The economy continued to grow in the first weeks of fall, despite a “widespread cooling” in residential real estate markets, the Federal Reserve said in an economic report Thursday.

Reports from the Fed’s 12 districts cited lower asking prices, rising inventories of homes on the market and softening sales in the majority of areas. Financial institutions also reported that residential mortgage lending had tapered off.

“Most districts reported higher home inventories, and several said that home builders and sellers continued to offer incentives to attract buyers,” the Fed said in it’s “beige book” report. “Softer home demand in San Francisco led to layoffs for mortgage brokers and real estate agents.”

A number of reports, however, indicated that residential housing activity was up in some markets, the Fed said. While overall housing activity was mixed in the New York and St. Louis districts, the report noted that condo sales in Manhattan showed “signs of resilience,” and that housing sales were up in Memphis. Both districts, however, noted overall weakness in most markets.

Other districts with mixed housing reports included Richmond, which reported generally weaker housing activity but also noted increases in some markets.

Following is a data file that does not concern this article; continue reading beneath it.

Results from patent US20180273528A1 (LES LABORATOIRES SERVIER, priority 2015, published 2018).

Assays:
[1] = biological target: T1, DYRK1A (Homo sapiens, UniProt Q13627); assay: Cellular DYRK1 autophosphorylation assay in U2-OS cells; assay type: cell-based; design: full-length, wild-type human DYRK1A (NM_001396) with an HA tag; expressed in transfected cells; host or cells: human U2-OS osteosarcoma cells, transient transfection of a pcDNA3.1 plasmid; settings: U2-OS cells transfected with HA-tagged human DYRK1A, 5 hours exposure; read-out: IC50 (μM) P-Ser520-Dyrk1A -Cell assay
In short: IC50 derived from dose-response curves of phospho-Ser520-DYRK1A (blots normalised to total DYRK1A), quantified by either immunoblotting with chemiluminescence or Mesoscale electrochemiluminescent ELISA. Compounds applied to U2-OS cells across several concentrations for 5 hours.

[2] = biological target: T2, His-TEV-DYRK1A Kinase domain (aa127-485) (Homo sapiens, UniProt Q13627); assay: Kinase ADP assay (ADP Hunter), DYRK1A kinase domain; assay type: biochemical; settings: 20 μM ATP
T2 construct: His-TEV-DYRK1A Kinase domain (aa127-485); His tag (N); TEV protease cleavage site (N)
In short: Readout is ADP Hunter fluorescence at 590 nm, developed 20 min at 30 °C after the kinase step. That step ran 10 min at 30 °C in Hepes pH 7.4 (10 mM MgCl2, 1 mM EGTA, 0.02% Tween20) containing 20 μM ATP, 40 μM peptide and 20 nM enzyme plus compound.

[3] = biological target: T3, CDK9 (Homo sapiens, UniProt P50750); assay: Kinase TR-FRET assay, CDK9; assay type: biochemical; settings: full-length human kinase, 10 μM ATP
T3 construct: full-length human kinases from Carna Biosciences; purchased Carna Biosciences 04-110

Meanwhile, the Atlanta district reported housing activity increased in its Mississippi Gulf market and Minneapolis’ Sioux Falls market stayed on pace with 2005 levels. And Dallas also saw robust home sales in the Houston, Austin and El Paso markets, according to the report.

In the new-home market, “Residential construction remained weak in the St. Louis and Minneapolis Districts except in western North Dakota where residential construction was described as ‘robust,'” the Fed reported. Inventories of new homes rose in the Dallas and Boston Districts.

Overall labor conditions “remained taut” since the Fed’s last report, and wage growth around the country was “generally modest.”

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